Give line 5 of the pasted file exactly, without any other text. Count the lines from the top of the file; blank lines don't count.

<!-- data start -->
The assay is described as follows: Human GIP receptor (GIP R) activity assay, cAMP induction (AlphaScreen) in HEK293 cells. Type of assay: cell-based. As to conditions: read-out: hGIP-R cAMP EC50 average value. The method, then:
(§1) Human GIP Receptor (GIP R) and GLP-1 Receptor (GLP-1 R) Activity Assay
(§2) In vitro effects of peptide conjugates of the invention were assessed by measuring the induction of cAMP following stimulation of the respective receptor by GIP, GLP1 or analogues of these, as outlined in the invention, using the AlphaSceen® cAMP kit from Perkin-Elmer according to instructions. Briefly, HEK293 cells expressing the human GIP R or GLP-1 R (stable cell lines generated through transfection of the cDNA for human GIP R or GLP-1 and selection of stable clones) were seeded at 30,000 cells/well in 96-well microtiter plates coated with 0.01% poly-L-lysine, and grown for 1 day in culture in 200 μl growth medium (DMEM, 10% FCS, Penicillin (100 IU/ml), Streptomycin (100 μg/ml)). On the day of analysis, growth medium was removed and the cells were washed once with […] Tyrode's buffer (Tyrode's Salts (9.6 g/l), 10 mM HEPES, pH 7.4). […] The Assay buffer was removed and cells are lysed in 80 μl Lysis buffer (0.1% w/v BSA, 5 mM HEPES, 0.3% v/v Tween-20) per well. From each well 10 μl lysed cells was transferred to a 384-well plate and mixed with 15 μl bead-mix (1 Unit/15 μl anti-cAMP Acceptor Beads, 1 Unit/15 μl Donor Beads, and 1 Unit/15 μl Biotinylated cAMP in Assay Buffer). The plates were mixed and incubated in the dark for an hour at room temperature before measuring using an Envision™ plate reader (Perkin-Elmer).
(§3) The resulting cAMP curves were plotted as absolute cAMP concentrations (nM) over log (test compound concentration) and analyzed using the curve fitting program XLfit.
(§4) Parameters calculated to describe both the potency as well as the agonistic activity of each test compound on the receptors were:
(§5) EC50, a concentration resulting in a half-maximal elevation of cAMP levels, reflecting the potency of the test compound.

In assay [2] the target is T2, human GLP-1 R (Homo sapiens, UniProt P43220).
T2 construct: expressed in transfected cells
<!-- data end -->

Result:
(§4) Parameters calculated to describe both the potency as well as the agonistic activity of each test compound on the receptors were: